Twylah Sue Hooker, Plaintiff-appellant, v. Continental Life Insurance Company, a Texas Corporation,defendant-appellee, 965 F.2d 903 (10th Cir. 1992)

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U.S. Court of Appeals for the Tenth Circuit - 965 F.2d 903 (10th Cir. 1992)

May 28, 1992


Walter D. Haskins, Patricia A. Lamb, and Jody R. Nathan of Thomas, Glass, Atkinson, Haskins, Nellis and Boudreaux, Tulsa, Okl., for plaintiff-appellant.

Ronald N. Ricketts and Renee DeMoss of Gable & Gotwals, Inc., Tulsa, Okl., for defendant-appellee.

Before HOLLOWAY, SETH, and BARRETT, Circuit Judges.

PER CURIAM.


Plaintiff commenced this action in the Eastern District of Oklahoma, seeking damages for an alleged bad faith breach of an insurance contract. During the course of pretrial discovery, plaintiff, in the Northern District of Oklahoma, sought to depose defendant's attorney and obtain various documents contained in the attorney's files. The district court for the Northern District of Oklahoma granted the attorney's motion for a protective order denying plaintiff the discovery requested. Plaintiff appeals. Defendant filed a motion to dismiss this appeal for lack of appellate jurisdiction.

An appellate court has jurisdiction over all final decisions of the district courts. 28 U.S.C. § 1291. A final decision is one which ends litigation on the merits and leaves nothing for the district court to do but execute the judgment. Coopers & Lybrand v. Livesay, 437 U.S. 463, 467, 98 S. Ct. 2454, 2457, 57 L. Ed. 2d 351 (1978). Ordinarily, pretrial discovery orders are not final and immediately appealable. E.g., Graham v. Gray, 827 F.2d 679, 681 (10th Cir. 1987).

Courts have recognized an exception to the nonfinality of discovery orders where a district court, other than the district court before which the main action is pending, issues an order denying discovery against a nonparty.1  E.g., Truswal Sys. Corp. v. Hydro-Air Eng'g, Inc., 813 F.2d 1207, 1209 (Fed. Cir. 1987); CF & I Steel Corp. v. Mitsui & Co. (U.S.A.), Inc., 713 F.2d 494, 496 (9th Cir. 1983). The basis of this exception is that, because these ancillary proceedings involve a nonparty and are conducted in a district other than the one in which the main action is pending, there can be no effective appellate review of the discovery determination from a final judgment entered in the main action. See, e.g., Truswal, 813 F.2d at 1209; National Life Ins. Co. v. Hartford Accident & Indem. Co., 615 F.2d 595, 597 (3d Cir. 1980).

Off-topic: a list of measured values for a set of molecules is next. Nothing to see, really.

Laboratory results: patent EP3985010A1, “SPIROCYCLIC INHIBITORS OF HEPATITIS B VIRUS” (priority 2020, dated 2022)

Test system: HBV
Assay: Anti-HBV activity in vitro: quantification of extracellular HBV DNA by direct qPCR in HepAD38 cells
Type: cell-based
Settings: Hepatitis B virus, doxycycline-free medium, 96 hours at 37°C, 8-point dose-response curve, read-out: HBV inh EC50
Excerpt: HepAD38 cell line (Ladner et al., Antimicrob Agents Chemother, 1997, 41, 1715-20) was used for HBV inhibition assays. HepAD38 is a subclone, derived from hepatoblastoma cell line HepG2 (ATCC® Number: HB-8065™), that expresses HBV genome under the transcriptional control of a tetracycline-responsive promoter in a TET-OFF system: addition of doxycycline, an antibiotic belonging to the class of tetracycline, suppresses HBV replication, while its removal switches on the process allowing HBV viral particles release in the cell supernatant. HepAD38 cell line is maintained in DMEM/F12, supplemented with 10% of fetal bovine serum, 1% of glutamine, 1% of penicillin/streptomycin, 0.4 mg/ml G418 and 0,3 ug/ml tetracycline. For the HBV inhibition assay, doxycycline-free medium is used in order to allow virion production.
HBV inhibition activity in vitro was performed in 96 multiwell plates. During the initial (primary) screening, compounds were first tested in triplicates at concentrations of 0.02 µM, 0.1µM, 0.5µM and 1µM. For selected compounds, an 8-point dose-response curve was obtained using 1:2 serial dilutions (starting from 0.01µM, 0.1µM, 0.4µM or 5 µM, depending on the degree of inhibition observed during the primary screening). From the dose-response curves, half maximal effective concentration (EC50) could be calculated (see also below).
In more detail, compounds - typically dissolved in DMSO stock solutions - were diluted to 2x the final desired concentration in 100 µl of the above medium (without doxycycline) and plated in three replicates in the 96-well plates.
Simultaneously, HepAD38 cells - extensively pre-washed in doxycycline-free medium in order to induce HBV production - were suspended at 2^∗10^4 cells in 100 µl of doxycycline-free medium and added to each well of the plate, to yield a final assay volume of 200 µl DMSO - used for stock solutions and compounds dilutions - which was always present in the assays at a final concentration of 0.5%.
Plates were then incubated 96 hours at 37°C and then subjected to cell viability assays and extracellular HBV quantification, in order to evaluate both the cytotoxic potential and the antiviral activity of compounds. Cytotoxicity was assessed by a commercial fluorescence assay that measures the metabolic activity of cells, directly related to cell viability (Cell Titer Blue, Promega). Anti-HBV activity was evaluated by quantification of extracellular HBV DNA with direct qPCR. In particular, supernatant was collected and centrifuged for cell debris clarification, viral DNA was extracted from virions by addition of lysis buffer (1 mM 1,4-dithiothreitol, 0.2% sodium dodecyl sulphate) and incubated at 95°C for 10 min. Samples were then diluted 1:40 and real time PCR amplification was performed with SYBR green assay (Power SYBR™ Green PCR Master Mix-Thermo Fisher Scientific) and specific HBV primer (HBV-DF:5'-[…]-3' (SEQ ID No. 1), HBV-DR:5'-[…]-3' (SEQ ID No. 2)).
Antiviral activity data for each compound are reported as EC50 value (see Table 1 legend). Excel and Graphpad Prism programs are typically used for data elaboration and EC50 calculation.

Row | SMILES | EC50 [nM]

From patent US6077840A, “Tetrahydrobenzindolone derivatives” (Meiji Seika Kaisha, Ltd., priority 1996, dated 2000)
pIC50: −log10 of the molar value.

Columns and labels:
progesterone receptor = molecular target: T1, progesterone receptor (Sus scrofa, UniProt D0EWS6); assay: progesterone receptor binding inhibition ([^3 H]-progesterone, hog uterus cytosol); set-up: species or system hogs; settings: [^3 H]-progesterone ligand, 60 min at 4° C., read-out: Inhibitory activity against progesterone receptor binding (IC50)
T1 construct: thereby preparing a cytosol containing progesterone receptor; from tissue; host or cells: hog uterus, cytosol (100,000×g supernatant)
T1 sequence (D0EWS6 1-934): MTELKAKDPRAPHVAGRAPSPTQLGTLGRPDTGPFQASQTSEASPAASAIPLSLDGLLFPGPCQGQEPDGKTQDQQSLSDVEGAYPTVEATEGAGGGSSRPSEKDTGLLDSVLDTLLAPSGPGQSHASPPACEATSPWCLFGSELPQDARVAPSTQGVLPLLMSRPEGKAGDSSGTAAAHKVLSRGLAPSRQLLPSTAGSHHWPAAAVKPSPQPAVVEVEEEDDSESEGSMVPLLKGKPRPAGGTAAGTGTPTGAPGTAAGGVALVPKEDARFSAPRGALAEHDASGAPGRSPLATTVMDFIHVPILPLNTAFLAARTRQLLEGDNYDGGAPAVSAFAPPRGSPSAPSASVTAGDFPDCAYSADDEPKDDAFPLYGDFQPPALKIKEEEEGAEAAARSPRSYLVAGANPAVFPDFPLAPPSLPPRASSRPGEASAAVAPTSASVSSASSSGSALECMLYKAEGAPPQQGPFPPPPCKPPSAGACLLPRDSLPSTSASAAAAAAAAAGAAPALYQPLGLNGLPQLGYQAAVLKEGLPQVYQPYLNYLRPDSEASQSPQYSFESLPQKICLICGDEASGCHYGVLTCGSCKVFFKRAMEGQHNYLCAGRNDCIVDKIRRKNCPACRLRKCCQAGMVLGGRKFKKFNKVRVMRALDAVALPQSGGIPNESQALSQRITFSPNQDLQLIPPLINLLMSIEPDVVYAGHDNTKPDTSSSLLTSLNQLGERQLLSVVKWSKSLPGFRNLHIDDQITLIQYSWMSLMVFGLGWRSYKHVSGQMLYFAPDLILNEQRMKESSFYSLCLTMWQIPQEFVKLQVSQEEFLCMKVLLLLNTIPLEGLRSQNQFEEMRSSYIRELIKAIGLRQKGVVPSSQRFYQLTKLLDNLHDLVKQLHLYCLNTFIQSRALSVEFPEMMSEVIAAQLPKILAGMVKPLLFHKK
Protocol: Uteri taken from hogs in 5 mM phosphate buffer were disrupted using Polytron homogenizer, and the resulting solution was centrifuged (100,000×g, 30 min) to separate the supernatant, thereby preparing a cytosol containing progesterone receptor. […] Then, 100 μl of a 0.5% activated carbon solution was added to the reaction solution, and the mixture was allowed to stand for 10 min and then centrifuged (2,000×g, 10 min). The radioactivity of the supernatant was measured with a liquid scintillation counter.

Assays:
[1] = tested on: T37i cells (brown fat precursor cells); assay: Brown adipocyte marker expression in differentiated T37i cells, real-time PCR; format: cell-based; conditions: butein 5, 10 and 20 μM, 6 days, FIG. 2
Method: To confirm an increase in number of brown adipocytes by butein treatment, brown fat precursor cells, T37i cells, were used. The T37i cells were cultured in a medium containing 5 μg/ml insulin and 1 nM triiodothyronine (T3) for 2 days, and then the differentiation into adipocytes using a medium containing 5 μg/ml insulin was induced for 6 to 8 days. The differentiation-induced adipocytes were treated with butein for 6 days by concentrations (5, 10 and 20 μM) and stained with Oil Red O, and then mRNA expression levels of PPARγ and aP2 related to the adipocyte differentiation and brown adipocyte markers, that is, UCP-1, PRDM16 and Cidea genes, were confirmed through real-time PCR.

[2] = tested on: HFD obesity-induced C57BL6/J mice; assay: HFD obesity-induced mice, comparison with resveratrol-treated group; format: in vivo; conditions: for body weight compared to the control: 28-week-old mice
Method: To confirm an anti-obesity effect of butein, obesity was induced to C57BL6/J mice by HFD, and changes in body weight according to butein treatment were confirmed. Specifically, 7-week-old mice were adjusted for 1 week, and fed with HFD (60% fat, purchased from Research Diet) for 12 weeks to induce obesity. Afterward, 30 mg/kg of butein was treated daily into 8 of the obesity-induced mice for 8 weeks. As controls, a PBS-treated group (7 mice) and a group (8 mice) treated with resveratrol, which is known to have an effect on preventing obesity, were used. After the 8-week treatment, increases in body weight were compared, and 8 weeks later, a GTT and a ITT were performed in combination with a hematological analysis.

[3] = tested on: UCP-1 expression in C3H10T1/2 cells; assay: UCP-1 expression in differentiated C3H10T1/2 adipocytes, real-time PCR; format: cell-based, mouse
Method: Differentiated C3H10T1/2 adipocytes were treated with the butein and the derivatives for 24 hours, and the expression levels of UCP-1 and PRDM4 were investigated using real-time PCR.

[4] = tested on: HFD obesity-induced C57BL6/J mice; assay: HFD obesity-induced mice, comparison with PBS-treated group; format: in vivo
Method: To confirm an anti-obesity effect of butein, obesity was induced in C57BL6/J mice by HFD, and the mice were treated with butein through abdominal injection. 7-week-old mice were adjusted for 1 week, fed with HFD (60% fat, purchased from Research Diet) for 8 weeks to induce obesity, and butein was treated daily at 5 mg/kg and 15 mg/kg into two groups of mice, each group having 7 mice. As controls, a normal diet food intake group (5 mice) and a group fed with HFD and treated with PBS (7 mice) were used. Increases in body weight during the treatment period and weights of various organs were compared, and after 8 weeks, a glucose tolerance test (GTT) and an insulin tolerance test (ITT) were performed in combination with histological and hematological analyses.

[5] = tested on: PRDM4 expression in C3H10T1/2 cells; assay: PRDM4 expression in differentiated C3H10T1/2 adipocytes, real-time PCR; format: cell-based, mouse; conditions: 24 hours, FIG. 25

The key question, then, in determining whether a discovery decision, entered by another district court in an ancillary proceeding involving a nonparty, is final and immediately appealable, is whether the appealing party has any means, other than an immediate appeal, to obtain appellate review. See Ochsner v. Millis, 382 F.2d 618, 622 (6th Cir. 1967); Carter Prods., Inc. v. Eversharp, Inc., 360 F.2d 868, 872 (7th Cir. 1966) (quoting Horizons Titanium Corp. v. Norton Co., 290 F.2d 421, 424 (1st Cir. 1961)). Where the district court entering the discovery order is not within the jurisdiction of the circuit court having appellate jurisdiction to review a final adjudication of the action, appellate review of the discovery decision will be precluded absent an immediate appeal to the circuit court having jurisdiction to review decisions of the district court entering the order denying discovery. See, e.g., National Life Ins., 615 F.2d at 596-97 (order denying motion to compel discovery immediately appealable to Third Circuit, where main action pending in Fifth Circuit); Republic Gear, 381 F.2d at 553-54 (order denying motion to compel discovery immediately appealable to Second Circuit, where main action pending in Seventh Circuit). In the situation presented by this appeal, however, orders entered by both the district court denying discovery and the district court considering the main action are reviewable by this court. See 28 U.S.C. § 1294.